Ontario Attorney-General Charles Harnick has announced he will not be a candidate in the provincial election, a move that is being applauded by pro-lifers. Harnick was first elected MPP for Willowdale in 1990, and was re-elected in the landslide Tory victory of June 1995. Premier Mike Harris appointed him attorney-general on June 26, a position he has held ever since.

Just three days after being appointed attorney-general, Harnick told the Toronto Star that he would review the injunction against peaceful pro-life witnessing outside abortuaries, an injunction that was sought and obtained by the former NDP government in August 1994.

In opposition he stressed, “My stand in opposing the government’s injunction has nothing to do with my support of the pro-life or pro-choice philosophies. I oppose the … injunction solely on the basis of the restriction on the right to freedom of expression and freedom of assembly.” He said there were other ways to remedy any problems that might arise from picketing abortuaries.

However, he never scrapped the injunction, and instead become its defender. He claimed the injunction is needed to protect the lives of the people who work and use abortuaries, and cited recent violence at a few American sites as examples of what might happen without the injunction. In a stock letters sent to pro-lifers who inquired about the injunction he said, “I am satisfied that any limits which the injunction may impose are justified in the interest of public safety.” Yet, during the Jan. 16, 1997 broadcast of The Michael Coren Show on CFRB Radio in Toronto, Harnick could not answer a direct question from a caller who asked how pro-life picketers threatened public safety.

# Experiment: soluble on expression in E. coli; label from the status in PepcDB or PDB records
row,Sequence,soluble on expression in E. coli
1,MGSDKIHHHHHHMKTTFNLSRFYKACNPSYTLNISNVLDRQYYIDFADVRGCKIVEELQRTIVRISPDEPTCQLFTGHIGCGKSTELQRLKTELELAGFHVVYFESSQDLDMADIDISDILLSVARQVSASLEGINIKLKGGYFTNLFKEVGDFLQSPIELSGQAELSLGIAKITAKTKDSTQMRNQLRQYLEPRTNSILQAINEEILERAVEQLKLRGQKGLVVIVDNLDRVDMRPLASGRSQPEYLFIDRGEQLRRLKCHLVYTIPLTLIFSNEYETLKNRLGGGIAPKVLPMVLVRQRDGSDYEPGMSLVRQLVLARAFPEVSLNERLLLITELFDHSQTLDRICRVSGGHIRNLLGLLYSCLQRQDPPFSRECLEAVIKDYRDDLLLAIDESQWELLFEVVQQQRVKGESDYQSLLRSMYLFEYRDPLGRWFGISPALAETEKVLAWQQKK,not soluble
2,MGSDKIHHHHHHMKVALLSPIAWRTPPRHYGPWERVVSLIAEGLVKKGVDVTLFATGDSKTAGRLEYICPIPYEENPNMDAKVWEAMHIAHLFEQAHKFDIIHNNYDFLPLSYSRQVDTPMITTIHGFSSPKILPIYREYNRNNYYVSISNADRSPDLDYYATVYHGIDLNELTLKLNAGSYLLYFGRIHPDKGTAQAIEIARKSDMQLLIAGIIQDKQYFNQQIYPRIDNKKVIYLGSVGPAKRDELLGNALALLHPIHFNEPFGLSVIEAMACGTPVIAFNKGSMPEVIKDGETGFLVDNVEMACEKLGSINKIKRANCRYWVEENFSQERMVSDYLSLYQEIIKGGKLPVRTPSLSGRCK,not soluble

Steve Jalsevac, a Toronto director of Campaign Life Coalition, said pro-lifers are disappointed with Harnick’s performance as attorney-general. “We’re delighted he will not be the A-G, because he has been a huge disappointment on issues of concern to us.”

Jalsevac stressed that prior to becoming attorney-general, Harnick seemed fair-minded and spoke out quite strongly against the injunction. But once he became the attorney-general, Harnick ignored pro-lifers and refused to even discuss the injunction. “Charles Harnick saw a problem,” Jalsevac said, “recognized that something needed to be done, but didn’t do anything about it. He then became part of the problem.”

Jalsevac said the disappointment had three roots: Harnick’s staff was in charge of him, instead of the other way around; he failed to exercise leadership; and he fell prey to the politically correct mindset that infects the attorney-general’s ministry.